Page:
SCOTTSDALE – U.S. Sens. John McCain and Jon Kyl said Wednesday that they support sending National Guard troops to the nation’s southern border to guard against spillover violence from Mexico’s drug war.
McCain told a crowd at a business luncheon that border violence has reached a point where the government should respond to requests from the governors of Arizona and Texas to station additional Guard troops at the border.
“I don’t envision it for an extended period of time, but right now, we need the Guard on the border because of this violence,” McCain said in response to a question from an Arizona National Guard member.
Govs. Jan Brewer of Arizona and Rick Perry of Texas have asked the federal government to send troops to the border to strengthen security there. Brewer’s office has said her request was prompted by a combination of Arizona’s problems from immigrant and drug smuggling and rising violence in Mexico’s drug war.
Mexico’s government is battling drug cartels at the same time that drug groups are fighting each other for the most lucrative smuggling routes into the United States. More than 10,650 people have been killed in drug violence in Mexico since President Felipe Calderon sent out 45,000 troops in 2006 to directly confront the traffickers.
Although there is disagreement in law enforcement circles about whether Arizona has already experienced spillover violence from Mexico, immigration agents over the years have noted alarming violence in the immigrant smuggling business, and Phoenix has experienced a rash of kidnappings tied to the drug and immigrant smuggling business.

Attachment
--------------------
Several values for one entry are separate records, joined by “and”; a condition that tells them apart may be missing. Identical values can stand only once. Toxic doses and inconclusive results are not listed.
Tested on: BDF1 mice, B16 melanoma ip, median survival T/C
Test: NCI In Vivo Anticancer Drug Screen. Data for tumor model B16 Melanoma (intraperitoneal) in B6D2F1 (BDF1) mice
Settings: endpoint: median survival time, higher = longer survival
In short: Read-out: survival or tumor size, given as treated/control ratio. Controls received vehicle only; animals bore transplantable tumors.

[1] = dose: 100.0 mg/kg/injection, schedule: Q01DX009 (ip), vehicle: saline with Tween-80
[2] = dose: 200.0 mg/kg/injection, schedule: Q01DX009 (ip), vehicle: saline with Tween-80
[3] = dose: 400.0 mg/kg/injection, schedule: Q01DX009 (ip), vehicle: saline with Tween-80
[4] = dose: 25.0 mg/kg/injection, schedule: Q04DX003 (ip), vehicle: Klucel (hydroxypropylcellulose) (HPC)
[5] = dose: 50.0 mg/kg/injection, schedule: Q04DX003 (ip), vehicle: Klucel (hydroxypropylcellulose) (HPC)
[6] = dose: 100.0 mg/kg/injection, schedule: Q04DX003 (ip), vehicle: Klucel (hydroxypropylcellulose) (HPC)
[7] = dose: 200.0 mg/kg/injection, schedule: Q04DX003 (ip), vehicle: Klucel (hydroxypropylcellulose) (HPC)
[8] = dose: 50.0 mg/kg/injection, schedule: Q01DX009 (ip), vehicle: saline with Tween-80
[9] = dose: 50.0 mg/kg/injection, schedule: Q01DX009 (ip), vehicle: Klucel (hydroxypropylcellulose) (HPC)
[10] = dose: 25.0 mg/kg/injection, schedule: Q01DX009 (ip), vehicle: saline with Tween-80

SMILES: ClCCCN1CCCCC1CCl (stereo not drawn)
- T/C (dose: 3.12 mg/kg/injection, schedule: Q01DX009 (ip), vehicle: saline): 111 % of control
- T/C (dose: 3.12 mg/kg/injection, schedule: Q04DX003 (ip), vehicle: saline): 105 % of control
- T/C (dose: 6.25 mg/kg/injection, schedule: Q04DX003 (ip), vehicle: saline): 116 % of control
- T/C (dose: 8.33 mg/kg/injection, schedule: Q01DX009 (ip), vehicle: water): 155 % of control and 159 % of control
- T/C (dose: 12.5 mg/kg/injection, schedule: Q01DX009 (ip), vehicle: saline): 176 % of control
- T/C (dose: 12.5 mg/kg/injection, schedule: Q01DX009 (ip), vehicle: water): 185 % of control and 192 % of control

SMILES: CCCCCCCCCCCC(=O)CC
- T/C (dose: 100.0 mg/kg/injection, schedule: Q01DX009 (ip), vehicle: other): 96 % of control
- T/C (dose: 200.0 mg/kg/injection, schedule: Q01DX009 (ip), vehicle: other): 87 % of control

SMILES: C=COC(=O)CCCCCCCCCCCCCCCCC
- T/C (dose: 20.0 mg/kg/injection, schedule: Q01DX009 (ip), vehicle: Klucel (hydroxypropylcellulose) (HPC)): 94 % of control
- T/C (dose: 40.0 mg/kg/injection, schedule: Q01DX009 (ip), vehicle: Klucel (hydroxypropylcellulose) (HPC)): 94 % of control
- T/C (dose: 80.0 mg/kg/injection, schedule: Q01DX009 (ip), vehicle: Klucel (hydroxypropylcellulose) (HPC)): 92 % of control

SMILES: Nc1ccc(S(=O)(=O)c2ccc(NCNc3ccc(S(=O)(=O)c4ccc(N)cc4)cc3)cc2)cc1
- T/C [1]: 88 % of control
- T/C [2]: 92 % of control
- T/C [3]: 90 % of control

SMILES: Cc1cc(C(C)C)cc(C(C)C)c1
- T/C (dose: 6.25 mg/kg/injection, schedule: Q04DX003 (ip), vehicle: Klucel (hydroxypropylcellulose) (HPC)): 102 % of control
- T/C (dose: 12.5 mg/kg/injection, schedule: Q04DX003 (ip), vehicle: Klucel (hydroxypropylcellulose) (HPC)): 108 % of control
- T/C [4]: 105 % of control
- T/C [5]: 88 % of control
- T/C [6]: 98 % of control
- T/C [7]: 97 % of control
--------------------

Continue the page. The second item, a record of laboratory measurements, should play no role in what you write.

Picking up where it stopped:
Homeland Security Secretary Janet Napolitano has plans to send nearly 500 federal agents and support personnel to the border.
After speaking at the luncheon held by the Arizona Chamber of Commerce and Industry, Kyl said Guard members did an effective job in the past of assisting federal border authorities and deterring drug and immigrant smuggling operations.
“There is something about the U.S. military that (the smugglers) don’t want to mess with,” Kyl said.
The Bush administration sent thousands of Guard troops to the border to perform support duties so that federal border authorities would be freed up to focus on border security. Bush’s buildup began in 2006 and ended last year.
A much smaller group of Guard troops is already working at certain border points as part of a long-standing program in which National Guard troops assist in anti-drug efforts and help federal agents inspect vehicles at ports of entry.